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I am walking out of the United Center when a reporter sticks a recorder in my face.”Hey Che, you got a sec?”
Yep, that’s me, Che. I was picked 12th overall in the first round by Chicago Bulls; a little late given my college career and performance in the NBA draft combine. I spent some time with prospects and journeymen in the G-League. Was called up, warmed benches and got a cumulative 15-minute playtime over six games. Now, I am a starter. If the buzz is to be believed, I might even be the Rookie of the Year. On this night, I dropped 44 points and 14 assists against Steph Curry’s Warriors. Of course, everybody wants a piece of me.
I know this guy. He’s Ted. We’re on a first-name basis. Actually, his first name is all I know. Ted was also part of the locker room media scrum sometime ago. This was after I had already completed an interview with Kenny Smith and Shaquille O’Neal for the postmatch show, and with sideline reporter David Aldridge during the halftime.
Which unanswered question led to Ted ambushing me? Which exclusive thread will Ted pick up on?
“What does this career high say about your growth?”
He waited for hours to ask that? Banal questions get banal responses: “I’ve gotten more comfortable and confident out there,” my character says, prompting a bizarre exchange.
“Thanks, Che! I was really struggling with this story”
“Nice. Hey, my PR will send you some tickets, all right?”
What story? And what tickets? This is not how any of this works, I’m left muttering.
Three weeks back, I talked about the career mode in NBA 2K20. Starring Deric Augustine, Idris Elba, Rosario Dawson and Thomas Middleditch, it is a sterilised, but necessary look at college athletes and raising your voice. But after that 3-4 hour narrative is over, you’re left to play basketball and chart your path to the hall of fame.
That grind is punctuated by various cutscenes. Most see you interact with reporters, with queries ranging from your performance to your hobbies. You choose an option out of two — hype yourself up to gain fans or be diplomatic to remain in the team’s good books. Both have their own merits. More ‘Ks’ in your follower count give you more leverage during negotiations with brands. But antagonising your teammates might result in them ignoring your call for passes during the game.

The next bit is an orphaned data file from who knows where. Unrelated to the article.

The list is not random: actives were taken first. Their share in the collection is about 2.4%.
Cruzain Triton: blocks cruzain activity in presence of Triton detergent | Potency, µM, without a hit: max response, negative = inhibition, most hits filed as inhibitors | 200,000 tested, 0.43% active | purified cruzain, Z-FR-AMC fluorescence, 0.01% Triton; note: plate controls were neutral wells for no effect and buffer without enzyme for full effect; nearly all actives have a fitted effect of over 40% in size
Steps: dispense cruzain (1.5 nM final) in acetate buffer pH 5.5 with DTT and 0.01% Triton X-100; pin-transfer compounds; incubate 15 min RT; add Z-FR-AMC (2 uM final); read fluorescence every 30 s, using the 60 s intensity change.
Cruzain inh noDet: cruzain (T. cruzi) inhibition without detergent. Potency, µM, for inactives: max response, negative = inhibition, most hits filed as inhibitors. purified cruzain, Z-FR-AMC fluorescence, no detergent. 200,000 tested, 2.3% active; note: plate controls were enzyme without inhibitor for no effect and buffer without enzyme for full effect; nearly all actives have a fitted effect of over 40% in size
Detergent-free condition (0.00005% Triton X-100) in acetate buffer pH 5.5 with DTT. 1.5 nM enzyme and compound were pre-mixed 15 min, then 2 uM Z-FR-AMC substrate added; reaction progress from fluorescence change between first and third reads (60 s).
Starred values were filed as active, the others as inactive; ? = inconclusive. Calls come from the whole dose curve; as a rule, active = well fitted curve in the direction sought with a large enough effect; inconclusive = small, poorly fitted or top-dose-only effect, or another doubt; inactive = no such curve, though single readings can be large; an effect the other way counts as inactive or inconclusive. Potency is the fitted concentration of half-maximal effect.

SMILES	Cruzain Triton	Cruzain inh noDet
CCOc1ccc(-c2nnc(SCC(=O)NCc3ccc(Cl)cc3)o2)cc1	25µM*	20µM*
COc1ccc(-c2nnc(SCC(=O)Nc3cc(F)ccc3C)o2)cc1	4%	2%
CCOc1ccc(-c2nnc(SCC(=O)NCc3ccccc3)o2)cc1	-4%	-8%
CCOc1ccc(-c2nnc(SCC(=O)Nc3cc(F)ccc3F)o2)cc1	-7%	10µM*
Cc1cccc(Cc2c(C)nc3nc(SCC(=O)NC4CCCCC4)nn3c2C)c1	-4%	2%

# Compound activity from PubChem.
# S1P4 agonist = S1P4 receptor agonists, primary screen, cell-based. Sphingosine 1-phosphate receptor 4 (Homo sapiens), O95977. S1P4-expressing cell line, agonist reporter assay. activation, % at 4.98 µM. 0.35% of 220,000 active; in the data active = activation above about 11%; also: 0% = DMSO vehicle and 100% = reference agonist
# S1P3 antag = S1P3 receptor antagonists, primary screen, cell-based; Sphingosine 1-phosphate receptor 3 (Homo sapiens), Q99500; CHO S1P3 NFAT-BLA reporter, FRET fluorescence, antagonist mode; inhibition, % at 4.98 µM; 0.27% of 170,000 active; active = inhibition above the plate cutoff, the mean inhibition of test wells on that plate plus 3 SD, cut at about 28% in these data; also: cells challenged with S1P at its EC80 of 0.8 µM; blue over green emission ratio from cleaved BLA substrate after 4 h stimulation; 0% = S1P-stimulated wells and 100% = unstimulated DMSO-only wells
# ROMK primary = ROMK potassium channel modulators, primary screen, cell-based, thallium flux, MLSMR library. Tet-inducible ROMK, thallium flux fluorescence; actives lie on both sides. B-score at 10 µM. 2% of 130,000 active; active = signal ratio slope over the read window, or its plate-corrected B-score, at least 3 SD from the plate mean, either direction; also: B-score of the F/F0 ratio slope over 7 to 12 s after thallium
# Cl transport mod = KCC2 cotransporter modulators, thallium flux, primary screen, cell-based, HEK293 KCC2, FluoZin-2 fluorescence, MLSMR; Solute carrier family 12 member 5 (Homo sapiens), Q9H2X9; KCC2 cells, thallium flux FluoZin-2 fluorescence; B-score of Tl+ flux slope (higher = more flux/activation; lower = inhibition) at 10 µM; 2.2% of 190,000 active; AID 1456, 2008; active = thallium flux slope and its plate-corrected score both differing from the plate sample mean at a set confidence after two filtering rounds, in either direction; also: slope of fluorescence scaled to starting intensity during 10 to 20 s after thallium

The choices began even before I became a starter. When representatives (read NBA stars, fashion designers, business moguls) from Nike, Adidas, Jordan, Puma, and Under Armour started selling me on their brands.
Courted by multiple suitors, I was Cinderella at the ball but with no shoes. I chose Nike but the choice is strictly cosmetic. The sales pitches added to the immersion but also set my cynicism senses tingling. It wasn’t just about how “dope” the shoes were, but also how ‘woke’ they were. Delivered by different faces, the message was simple.
“We are the only brand that will work with the real Che. We’re not afraid of your voice or giving you a platform to use it. We respect whatever approach you take, on or off the court.”
In June, amidst the social unrest and athletes speaking out, NFL came out in support of Colin Kaepernick, three years after effectively blackballing the quarterback. The same day I rang up Craig Hodges, a two-time world champion with Michael Jordan’s Chicago Bulls who was similarly ostracised by the NBA in the 90s.
I asked him about corporate America’s sudden awareness and if organisations were responding to the tipping scales. Hodges replied, “No doubt. All of the things that have been bubbling under the surface, like the volcano, are exploding right in the faces of those who have wielded power and now they have to make a change in course.”
I have a complicated relationship with the Chicago Bulls PR staffer.
She often shepherds me to the rest of the starters “to take a pic for social”. She chastises me for wearing a cheap suit and not spending money on fancy ‘Express’ jackets, presumably NBA 2K20’s suit sponsors. But mostly, she’s ushering me to the next interview or sponsor events.
NBA public-relations personnel have a tough job of protecting and promoting the players. A HoopsHype piece from last year spoke with two anonymous PR staffers about their jobs.